Thursday 8 December 15.00-17.00 ( via Zoom)
The Open Justice Court of Protection Project is an initiative founded in June 2020 by concerned citizens (independent of any public body) to support the judicial commitment to transparency at a challenging time. The public health emergency occasioned by COVID-19 meant that court buildings were closed and proceedings were conducted via telephone or video-platform, and proceedings previously listed as 'open to public' were newly designated 'private', with a resulting threat to open justice.
Since June 2020 thousands of public observers (most working in health or social care, plus aspiring lawyers and family members of vulnerable people) have borne witness to the work of the Court of Protection and we have published hundreds of blog posts about specific cases. This talk will explore some of the issues that arise in decision-making-in-practice, especially in relation to the person's capacity to make decisions and the importance placed on the person's will and preferences when decisions are made on their behalf.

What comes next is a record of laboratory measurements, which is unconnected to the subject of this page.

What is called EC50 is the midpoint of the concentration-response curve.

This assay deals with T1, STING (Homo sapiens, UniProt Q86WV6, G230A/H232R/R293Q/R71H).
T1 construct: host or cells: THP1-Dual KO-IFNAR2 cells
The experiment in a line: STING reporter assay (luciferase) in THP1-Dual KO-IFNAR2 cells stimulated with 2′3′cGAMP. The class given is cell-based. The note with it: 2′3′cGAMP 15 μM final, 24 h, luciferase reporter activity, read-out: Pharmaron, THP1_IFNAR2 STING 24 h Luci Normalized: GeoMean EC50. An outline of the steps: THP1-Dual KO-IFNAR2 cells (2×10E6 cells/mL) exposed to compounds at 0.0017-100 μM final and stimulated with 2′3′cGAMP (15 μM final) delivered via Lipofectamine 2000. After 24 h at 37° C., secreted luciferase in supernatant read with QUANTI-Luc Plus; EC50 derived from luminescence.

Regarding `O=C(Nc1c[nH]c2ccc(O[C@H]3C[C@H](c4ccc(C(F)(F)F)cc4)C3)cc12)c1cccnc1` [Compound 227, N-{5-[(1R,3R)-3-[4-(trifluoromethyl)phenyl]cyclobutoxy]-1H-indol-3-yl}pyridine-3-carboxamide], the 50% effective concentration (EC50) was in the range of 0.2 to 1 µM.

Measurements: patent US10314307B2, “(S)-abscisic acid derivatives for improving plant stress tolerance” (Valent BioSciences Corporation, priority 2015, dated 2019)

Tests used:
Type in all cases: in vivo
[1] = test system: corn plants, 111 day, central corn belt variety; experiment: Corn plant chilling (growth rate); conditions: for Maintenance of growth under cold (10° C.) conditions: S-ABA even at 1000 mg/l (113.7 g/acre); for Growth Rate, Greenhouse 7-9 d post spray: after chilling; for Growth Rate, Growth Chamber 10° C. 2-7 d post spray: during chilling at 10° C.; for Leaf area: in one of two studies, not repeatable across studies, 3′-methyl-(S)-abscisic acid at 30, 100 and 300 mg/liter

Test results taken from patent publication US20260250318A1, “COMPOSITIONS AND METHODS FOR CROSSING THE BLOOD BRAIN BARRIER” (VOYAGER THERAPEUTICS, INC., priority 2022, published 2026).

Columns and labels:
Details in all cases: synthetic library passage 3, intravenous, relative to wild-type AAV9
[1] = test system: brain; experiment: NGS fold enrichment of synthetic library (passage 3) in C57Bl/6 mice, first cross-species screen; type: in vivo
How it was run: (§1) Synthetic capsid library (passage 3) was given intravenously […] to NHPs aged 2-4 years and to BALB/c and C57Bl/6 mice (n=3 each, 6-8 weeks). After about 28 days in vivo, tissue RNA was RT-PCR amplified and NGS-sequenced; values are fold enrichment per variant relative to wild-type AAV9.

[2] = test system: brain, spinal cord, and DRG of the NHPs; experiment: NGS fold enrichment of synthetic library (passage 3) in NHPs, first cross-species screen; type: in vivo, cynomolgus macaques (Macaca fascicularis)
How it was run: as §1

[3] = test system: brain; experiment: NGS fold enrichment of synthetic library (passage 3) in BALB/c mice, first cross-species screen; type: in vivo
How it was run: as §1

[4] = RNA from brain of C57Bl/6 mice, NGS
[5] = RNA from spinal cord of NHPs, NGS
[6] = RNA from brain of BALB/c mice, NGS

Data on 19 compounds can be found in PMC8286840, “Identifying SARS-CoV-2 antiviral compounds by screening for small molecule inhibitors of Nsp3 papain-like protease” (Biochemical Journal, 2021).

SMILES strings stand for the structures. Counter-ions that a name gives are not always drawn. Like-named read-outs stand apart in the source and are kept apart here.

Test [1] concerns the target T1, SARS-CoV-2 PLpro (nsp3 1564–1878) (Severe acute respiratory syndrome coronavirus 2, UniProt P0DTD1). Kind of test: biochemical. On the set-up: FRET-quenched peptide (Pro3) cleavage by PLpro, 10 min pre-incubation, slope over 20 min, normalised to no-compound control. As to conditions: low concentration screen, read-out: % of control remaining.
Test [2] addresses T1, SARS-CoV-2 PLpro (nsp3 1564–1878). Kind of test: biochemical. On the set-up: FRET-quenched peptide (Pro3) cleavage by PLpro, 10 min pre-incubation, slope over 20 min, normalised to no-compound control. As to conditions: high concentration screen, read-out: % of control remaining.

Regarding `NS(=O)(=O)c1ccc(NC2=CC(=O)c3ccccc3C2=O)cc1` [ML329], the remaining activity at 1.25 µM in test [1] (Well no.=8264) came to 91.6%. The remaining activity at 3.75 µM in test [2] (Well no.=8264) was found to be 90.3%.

It will cover how judges assess what the relevant information is (that a 'capacitous' person must be able to understand, retain and weigh) for the decision that needs to be made, the role of family in decision-making (including undue influence and control), and judicial approaches to the sometimes conflicting values of empowerment and protection. There will be plenty of time for questions and discussion.
Presenter: Professor Celia Kitzinger, Co-Founder and Co-Director of the Open Justice Court of Protection Project
Chair: Professor Amanda Phelan, Professor of Ageing and Community Nursing, School of Nursing & Midwifery, Trinity College Dublin
View the recording
View the slides